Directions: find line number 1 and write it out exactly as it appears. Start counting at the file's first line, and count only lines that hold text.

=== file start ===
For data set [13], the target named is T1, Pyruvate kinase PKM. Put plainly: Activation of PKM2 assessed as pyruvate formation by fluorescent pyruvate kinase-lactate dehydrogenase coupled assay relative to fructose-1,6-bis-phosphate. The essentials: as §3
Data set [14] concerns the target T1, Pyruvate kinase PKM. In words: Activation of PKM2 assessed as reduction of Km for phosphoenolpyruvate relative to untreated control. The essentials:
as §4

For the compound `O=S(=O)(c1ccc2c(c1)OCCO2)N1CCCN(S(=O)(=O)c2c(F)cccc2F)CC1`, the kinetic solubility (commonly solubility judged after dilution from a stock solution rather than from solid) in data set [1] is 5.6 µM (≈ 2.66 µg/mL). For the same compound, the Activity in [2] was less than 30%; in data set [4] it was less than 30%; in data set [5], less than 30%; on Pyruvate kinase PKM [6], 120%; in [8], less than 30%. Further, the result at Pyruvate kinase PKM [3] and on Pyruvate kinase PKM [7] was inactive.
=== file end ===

For data set [13], the target named is T1, Pyruvate kinase PKM. Put plainly: Activation of PKM2 assessed as pyruvate formation by fluorescent pyruvate kinase-lactate dehydrogenase coupled assay relative to fructose-1,6-bis-phosphate. The essentials: as §3